Colin Stewart Conservation Award 2020

This Colin Stewart Conservation Award for 2020 was to have been presented at the Halifax Field Naturalists Annual General Meeting on the first Thursday in March, 2020, at 7:30 p.m, at the Nova Scotia Museum of Natural History. COVID restrictions prevented that meeting, and the award was formally announced and presented at the 2020 AGM for the Halifax Field Naturalists held virtually (on Zoom) held on March 4, 2021.

The award is made posthumously to Wolfgang Maass (1929-2016) who pioneered lichen research and conservation in Nova Scotia.

From the nomination, by Nova Scotia Environment ecologist Robert Cameron:

The work of Dr. Maass led to the first lichen in Eastern Canada to be designated as endangered under the Species at Risk Act (SARA) and the first lichen to be listed in Nova Scotia under the provincial Endangered Species Act (ESA). Decades of work by Dr. Maass was the foundation which led to the listing of other lichen species both under the SARA and ESA. His pioneering work in lichen conservation began the initial efforts to protect these vulnerable species.

In the early 1980’s, Dr. Maass began searching and documenting locations, habitat, and populations of very rare lichens in Atlantic Canada. Dr. Maass published several scientific papers describing habitat and distribution of Boreal Felt Lichen and other rare lichens. These data and publications became the basis that allowed for the first listing for these species. The data that Dr. Maass collected is still being used today to assess more species.

Wolfgang Maass. Photo by Robert Cameron, taken in 2012 at the Ship Harbour Long Lake Protected Wilderness Area

His seminal paper on Boreal Felt Lichen entitled “Erioderma pedicellatum in North America: a case study of a rare and endangered lichen,” published in the Proceedings of the Nova Scotian Institute of Science, was one of the rst extensive studies of rare lichens and their conservation in northeastern North America, and laid the foundation for further status reports commissioned by the Committee on the Status of Endangered Wildlife in Canada. Other rare lichens he authored or co-authored papers on include Erioderma mollissimum, Hypogymnia (Cavernularia) hultenii, Pannaria lurida, and Moelleropsis nebulosa subsp. frullaniae, a new subspecies which he discovered in Nova Scotia and Newfoundland.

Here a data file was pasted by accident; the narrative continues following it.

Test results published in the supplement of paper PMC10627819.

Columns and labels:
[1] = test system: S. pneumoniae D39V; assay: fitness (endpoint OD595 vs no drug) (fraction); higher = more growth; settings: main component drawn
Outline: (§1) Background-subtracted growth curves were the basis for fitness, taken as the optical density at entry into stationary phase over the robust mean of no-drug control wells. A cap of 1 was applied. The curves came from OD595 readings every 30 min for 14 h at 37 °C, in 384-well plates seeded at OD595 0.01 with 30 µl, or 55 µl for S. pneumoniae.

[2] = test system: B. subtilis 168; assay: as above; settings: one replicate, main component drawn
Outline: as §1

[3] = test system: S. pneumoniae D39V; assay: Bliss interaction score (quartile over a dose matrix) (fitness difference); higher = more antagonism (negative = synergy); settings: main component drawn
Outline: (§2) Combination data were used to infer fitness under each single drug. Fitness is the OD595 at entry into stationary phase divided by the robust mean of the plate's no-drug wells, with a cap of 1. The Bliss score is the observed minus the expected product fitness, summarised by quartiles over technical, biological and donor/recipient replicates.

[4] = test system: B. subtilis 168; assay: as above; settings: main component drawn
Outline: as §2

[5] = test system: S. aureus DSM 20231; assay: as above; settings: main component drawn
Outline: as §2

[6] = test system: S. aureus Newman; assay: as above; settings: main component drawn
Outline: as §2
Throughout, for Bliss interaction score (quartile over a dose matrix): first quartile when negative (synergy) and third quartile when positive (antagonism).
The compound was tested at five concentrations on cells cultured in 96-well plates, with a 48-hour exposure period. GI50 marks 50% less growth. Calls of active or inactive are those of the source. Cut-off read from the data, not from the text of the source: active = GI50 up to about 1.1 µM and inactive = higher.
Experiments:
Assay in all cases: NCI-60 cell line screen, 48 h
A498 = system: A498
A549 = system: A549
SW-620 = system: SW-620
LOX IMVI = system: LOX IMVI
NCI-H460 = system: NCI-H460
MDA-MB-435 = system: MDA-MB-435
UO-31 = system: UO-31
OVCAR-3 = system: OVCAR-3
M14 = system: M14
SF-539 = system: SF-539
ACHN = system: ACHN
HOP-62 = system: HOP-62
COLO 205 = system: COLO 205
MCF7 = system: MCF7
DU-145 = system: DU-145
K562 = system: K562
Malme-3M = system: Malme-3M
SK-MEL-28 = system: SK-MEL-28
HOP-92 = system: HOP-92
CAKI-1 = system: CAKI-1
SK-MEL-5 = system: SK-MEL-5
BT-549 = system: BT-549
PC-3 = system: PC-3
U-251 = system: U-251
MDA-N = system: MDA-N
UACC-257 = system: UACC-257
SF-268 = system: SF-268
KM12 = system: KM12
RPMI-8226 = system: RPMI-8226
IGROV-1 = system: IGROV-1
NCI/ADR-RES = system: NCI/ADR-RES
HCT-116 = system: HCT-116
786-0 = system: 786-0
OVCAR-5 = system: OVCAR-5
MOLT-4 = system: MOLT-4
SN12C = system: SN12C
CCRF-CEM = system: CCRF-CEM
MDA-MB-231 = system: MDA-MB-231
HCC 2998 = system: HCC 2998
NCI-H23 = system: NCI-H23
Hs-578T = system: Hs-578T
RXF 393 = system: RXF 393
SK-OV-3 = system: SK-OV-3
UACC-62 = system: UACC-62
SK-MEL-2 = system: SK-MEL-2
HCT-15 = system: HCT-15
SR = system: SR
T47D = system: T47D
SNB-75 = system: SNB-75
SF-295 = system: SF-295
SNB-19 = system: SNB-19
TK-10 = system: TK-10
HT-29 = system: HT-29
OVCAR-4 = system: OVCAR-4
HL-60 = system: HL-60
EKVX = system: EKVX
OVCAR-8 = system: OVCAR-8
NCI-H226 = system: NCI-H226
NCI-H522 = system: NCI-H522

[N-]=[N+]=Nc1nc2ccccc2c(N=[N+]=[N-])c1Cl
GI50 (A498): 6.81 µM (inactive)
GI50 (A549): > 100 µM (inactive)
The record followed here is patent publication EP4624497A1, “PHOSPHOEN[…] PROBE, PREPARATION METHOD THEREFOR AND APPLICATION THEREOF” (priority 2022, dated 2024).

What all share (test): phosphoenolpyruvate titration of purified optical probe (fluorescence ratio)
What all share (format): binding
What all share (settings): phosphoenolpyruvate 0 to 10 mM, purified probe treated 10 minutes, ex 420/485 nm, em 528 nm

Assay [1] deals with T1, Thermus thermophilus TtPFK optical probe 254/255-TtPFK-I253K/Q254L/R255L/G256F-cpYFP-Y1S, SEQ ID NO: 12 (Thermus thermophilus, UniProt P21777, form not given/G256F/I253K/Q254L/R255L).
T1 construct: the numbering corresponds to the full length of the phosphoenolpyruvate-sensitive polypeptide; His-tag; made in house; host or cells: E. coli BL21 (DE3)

Dr. Maass, along with David Yetman, wrote the first report on Boreal Felt Lichen for the Committee on the Status of Endangered Wildlife in Canada (COSEWIC), which led to the designation of endangered status in NS and NB. Dr. Maass also co-authored the report on Vole Ears Lichen for COSEWIC, which led to its’ designation as endangered in Canada. Most importantly it was Dr. Maass’ decades of field work which enabled these species to be assessed.

He was also part of the first team to assess conservation status of lichens in Nova Scotia and his extensive knowledge of lichens in the province made a significant contribution to this process. Dr. Maass’ work continued well into his retirement. He was always willing to impart his extensive knowledge to others and always volunteered his time when asked to venture into the field.

Dr. Maass often did his work on a shoestring budget or with no funding at all, especially in his retirement. This work was done at a time when no one else was studying these rare species. He also studied the effects of air pollution on lichens and he made extensive collections that are now in the Nova Scotia Museum, New Brunswick Museum, and the Canadian Museum of Nature.

Not only did his work lead to endangered designations for Boreal Felt Lichen and Vole Ears Lichen, but also the data he collected over those many years on numerous rare and vulnerable lichens has allowed for their assessment and subsequent designations. These lichen species include Blue Felt Lichen (Nationally Special Concern, Provincially Vulnerable), Black Foam Lichen (Nationally and Provincially threatened), and Wrinkled Shield Lichen (Nationally and Provincially threatened).

Dr. Maass’ initial efforts on the COSEWIC report for Boreal Felt Lichen paved the way for the emerging and fledgling efforts at lichen conservation in NS and Canada.


Obituary: Wolfgang Siegfried Gunther Maass 1929–2016
David H. S. Richardson & Robert Cameron, 2016. Symbiosis volume 69, pages 199–203. Full paper available here. Abstract: With the passing of Wolfgang Maass, Nova Scotia, Canada, and indeed the entire world of lichenology has lost an important pioneer in the documentation of the lichen flora of northeastern North America and a researcher dedicated to understanding the complex nature of lichen chemistry.

Forest lichens of Nova Scotia: creating access to baseline collections data
Stephen R. Clayden, 2017. Botany and Mycology Section, New Brunswick Museum, Final report to Nova Scotia Habitat Conservation Fund. “Project Goal: Contribute to the conservation of forest lichens and their habitats in Nova Scotia by organizing the extensive collections made by Wolfgang Maass between 1964 and 2004, digitizing their associated data, and making the collections and data readily available.”